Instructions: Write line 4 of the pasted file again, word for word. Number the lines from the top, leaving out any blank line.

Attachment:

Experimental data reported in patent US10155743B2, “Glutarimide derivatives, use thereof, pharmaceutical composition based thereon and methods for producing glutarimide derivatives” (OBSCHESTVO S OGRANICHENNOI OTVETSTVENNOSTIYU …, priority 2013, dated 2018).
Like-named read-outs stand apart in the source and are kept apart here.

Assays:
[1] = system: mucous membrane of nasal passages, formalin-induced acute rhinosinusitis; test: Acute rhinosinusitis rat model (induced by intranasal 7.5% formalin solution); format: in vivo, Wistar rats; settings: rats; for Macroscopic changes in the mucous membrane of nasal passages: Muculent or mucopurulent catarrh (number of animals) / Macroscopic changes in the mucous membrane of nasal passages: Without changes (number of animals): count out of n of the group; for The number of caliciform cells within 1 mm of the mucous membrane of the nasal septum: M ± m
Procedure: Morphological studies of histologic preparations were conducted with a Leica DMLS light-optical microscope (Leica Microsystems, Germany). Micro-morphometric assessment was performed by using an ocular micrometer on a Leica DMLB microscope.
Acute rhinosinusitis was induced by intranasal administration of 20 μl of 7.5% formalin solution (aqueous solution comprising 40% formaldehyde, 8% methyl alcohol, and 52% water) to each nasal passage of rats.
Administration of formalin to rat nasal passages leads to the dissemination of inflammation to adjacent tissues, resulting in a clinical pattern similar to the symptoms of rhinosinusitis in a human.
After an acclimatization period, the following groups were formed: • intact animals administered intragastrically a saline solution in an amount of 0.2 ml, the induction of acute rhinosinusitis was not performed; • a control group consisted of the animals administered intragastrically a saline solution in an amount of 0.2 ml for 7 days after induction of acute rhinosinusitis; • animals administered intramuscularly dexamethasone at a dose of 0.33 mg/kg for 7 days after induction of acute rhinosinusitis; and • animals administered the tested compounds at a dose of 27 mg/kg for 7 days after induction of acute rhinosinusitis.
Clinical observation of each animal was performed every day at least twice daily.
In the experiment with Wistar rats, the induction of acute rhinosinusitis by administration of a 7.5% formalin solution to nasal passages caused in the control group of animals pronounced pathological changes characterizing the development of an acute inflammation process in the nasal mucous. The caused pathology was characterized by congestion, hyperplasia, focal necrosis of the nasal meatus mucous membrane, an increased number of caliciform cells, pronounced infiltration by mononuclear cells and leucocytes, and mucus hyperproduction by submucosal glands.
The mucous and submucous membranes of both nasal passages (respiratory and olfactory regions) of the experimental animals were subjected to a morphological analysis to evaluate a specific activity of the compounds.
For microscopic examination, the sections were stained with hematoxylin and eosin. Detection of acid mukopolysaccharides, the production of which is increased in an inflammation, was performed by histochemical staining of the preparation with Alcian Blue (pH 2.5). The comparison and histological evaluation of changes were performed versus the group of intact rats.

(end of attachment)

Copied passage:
[1] = system: mucous membrane of nasal passages, formalin-induced acute rhinosinusitis; test: Acute rhinosinusitis rat model (induced by intranasal 7.5% formalin solution); format: in vivo, Wistar rats; settings: rats; for Macroscopic changes in the mucous membrane of nasal passages: Muculent or mucopurulent catarrh (number of animals) / Macroscopic changes in the mucous membrane of nasal passages: Without changes (number of animals): count out of n of the group; for The number of caliciform cells within 1 mm of the mucous membrane of the nasal septum: M ± m